Bishop Mercer is worth more than all three of these FiF bishops put together, and the Pope, at least, knows it. He is a man who knows his mind, and his soul is with Eternal Rome. He is exactly the sort of patriarchal figure who could serve as a good transitional figure for, say, the present TAC vicar-general as a future p.o.

    Next question: Who will head the ordinariates in Canada and Australia? Will it be Bishop Peter Elliott for Australia? May God forfend it. Will it be Bishop Peter Wilkinson for Canada? May God grant it in His mercy.

    Meanwhile, Bishop Bernard Fellay is looking on and wondering. He wonders, If I make a deal with Rome, will I also get kicked in the teeth? Maybe Rome would put the S.S.P.X under some semi-traditionalist like Fr. Fessio or Fr. Zuhlsdorf. There's a thought.

    So I am praying that Bishop Newton is not appointed personal ordinary for England. Let's have someone who would actually prefer to be a member of the Latin Church rather than the Canterburian Rebellion.


    1. I must object to you saying "God forfend Bp Elliott being made the Ordinary for the Australian Ordinariate"! He is an excellent Catholic bishop in every respect – if you could have seen him sing Pontifical Mass last Sunday, and preach a strong sermon against sinister secularism…

      Of course, with all due respect to him, and to Hepworth et al., I would be delighted to see Bp David Robarts become the new Australian Ordinary.

      1. Dear Joshua:

        The sheep should know their shepherd and their shepherd the sheep. Bishop Elliott is a Novus Ordo Latin bishop. He and the TAC do not share the same charism and the same culture and his celebration of a fancy Mass or two will not change that. The TAC did not expect to be put under N.O. bishops, and I pray that they will not be.


  13. Dear Peter,

    Unlike some contributors to this page I dont think that we should restrict our comments to cuddly pathetic agreement with every article. I also dont think that we should put in our shop window opinions which are unhelpful.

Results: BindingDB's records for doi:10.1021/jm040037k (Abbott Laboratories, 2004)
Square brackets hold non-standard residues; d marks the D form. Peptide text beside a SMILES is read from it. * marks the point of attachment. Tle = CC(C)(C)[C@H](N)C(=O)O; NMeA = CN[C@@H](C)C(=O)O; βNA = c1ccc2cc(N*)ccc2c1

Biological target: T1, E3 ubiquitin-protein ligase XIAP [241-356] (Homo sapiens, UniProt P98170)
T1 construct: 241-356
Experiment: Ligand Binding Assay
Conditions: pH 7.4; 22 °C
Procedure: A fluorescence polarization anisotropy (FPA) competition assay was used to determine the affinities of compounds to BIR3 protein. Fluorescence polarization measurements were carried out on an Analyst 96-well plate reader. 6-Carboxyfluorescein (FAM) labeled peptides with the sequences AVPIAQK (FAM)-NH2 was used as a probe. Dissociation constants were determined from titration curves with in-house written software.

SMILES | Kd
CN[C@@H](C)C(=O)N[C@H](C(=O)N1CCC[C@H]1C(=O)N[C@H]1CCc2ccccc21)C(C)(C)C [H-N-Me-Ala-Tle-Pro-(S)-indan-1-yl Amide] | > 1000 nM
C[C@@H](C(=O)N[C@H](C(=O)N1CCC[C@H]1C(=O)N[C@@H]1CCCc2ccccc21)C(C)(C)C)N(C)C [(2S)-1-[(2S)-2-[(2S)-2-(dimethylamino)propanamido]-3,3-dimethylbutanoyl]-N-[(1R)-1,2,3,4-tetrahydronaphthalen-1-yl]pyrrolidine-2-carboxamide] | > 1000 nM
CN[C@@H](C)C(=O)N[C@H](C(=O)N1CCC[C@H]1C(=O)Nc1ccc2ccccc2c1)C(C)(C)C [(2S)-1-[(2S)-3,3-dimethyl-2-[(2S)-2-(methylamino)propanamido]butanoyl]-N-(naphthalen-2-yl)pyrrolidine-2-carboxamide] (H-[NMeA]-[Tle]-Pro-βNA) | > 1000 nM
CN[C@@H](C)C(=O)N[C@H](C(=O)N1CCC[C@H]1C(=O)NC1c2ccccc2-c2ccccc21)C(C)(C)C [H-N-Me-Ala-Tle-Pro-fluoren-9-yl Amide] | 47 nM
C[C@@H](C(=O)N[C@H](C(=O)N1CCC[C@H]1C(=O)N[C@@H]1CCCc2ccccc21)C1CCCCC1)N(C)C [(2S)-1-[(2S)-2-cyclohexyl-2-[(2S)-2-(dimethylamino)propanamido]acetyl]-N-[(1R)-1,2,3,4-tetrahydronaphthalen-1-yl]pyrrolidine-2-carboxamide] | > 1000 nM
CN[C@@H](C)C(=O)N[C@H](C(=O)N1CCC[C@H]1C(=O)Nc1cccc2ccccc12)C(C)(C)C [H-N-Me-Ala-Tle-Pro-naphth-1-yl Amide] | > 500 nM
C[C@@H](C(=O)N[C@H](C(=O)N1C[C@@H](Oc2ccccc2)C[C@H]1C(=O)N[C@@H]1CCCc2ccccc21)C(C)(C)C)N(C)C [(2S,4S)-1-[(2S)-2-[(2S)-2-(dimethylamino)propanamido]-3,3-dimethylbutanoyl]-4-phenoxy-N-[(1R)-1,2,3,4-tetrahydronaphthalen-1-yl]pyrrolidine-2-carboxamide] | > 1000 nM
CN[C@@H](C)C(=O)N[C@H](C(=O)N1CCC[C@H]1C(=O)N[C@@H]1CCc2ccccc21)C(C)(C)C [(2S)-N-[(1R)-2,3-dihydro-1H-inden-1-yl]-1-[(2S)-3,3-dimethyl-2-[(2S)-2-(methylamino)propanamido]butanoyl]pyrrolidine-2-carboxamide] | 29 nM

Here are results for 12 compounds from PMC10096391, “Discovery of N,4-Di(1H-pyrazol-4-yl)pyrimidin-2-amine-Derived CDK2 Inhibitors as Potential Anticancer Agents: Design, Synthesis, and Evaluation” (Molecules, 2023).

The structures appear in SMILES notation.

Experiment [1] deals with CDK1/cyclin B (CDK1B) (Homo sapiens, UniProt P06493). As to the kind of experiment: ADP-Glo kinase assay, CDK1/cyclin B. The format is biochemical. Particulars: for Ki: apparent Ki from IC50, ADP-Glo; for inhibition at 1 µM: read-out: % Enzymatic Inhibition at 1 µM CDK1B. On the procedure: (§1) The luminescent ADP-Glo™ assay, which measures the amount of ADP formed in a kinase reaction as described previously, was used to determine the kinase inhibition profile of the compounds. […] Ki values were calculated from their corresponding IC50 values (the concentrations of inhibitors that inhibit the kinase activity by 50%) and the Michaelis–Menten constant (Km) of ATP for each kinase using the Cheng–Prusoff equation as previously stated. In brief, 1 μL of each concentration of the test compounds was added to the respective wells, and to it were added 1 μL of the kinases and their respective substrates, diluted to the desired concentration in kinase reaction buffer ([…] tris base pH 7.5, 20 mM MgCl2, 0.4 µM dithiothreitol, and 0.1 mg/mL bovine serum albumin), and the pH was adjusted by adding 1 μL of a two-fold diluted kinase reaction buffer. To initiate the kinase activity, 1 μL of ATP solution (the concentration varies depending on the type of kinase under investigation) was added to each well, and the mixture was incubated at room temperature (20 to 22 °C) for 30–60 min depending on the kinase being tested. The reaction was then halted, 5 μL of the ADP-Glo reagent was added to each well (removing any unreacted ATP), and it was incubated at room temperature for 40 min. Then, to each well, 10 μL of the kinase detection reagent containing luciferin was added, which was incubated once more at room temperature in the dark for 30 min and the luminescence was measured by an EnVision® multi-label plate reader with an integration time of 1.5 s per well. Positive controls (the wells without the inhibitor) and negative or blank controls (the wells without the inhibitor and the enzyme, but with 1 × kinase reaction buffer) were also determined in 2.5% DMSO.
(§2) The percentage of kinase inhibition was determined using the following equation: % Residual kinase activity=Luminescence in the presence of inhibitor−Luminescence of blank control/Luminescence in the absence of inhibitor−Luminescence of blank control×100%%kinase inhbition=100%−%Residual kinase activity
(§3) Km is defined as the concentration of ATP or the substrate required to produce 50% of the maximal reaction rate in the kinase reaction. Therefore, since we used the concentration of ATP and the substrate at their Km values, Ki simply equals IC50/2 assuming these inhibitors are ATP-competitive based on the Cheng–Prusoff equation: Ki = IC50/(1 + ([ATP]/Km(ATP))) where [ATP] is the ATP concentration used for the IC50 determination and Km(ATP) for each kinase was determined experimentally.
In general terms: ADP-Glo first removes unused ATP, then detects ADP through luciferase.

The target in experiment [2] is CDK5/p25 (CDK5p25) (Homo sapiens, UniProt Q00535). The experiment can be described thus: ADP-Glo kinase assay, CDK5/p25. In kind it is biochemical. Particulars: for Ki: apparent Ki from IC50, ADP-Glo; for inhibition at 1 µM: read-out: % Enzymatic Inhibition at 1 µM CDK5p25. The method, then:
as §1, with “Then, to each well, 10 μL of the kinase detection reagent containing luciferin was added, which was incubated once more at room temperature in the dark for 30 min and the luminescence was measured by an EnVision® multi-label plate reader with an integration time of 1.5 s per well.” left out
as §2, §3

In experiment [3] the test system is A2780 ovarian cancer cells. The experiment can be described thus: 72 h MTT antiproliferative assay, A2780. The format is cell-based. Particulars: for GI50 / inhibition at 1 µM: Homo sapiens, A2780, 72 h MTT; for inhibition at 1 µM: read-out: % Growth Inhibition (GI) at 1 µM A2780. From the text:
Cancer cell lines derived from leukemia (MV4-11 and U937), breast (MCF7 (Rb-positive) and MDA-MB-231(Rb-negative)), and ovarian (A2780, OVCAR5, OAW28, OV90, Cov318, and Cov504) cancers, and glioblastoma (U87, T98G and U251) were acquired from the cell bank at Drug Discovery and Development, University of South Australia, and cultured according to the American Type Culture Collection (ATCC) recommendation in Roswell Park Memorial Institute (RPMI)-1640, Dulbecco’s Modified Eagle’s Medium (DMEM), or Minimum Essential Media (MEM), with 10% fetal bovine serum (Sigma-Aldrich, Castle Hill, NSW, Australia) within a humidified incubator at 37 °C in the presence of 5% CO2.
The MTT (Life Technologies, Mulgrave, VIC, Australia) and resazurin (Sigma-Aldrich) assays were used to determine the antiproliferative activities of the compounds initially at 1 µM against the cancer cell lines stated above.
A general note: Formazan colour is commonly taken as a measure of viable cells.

In Scotland we have presented our Scottish Prayer Book and other liturgiical books to Rome through + Tartaglia. In Scotland our Prayer Book is very different and far more Catholic than the English Prayer Book. My congregation use the English Missal for the Mass and the SPB for all other worship.
    I would be upset if we end up being part f a UK Ordinariate . I believe that English people do not understand how strongly the Scots feel about their Kingdom. The only place in the world where the English have a worse historical reputation is Ireland. How successful do you think a new group would be in Ireland if it had written on its sign we are a subset of the English ?
    In saying all this I must end with my firmly held view that in all of this we are looking to the unity of the Catholic Church. It would stick in my gullet if the price we are asked to pay for the Ordinafriate in Scotland is to be part of a group headed up by an Englishman and run from England then so be it. The only worse scenario would be an English Ordinariate with the existing leadership in FiF Scotland given some sort of sop title as Scottish Dean of the Ordinariate. That would kill it before it started.

  14. Oh well – it looks as if the die is cast. I shall be sorry to lose the episcopal oversight and friendship of Bishop Andrew, but I wish all those joining his caravan well. Let's hope for a worthy successor to him to minister to those of us for whom crossing the Tiber is not an option.

  15. So far all this is speculation. It would be best if we all wait and see what the Holy Father decides. As I recall the Ordinary can be a priest. There are some very good priests who might be the better choice.

    We must let go and let God take care of who shall be Ordinaries, I am sure that His choices will be the right ones.

    I also wasn't aware of the hostility between the countries within the United Kingdom. It should be remembed that we are all one and there are probably some Anglicans or former Anglicans, now Catholic who have communication with the Holy Father over these issues.

    Let us ask the Holy Spirit to give us peace during these anxious times.

    1. Why do you imagine Scotland has its own government and that government is run by the Nationalists who are in favour of separating the Union ?

      It is all very nice to hold up the banner we are all Catholics. Not realistic in this instance. If the Ordinariate in Scotland is in any way associated with being English it will give those of us within it a really tough job to properly act in mission to the Scots and to bring more Episcopalians back to the faith.

      1. Aren't most of the Catholics in Scotland actually Irish (pace the Highlanders . . . they came from Ireland earlier as Scots to defeat the Picts)?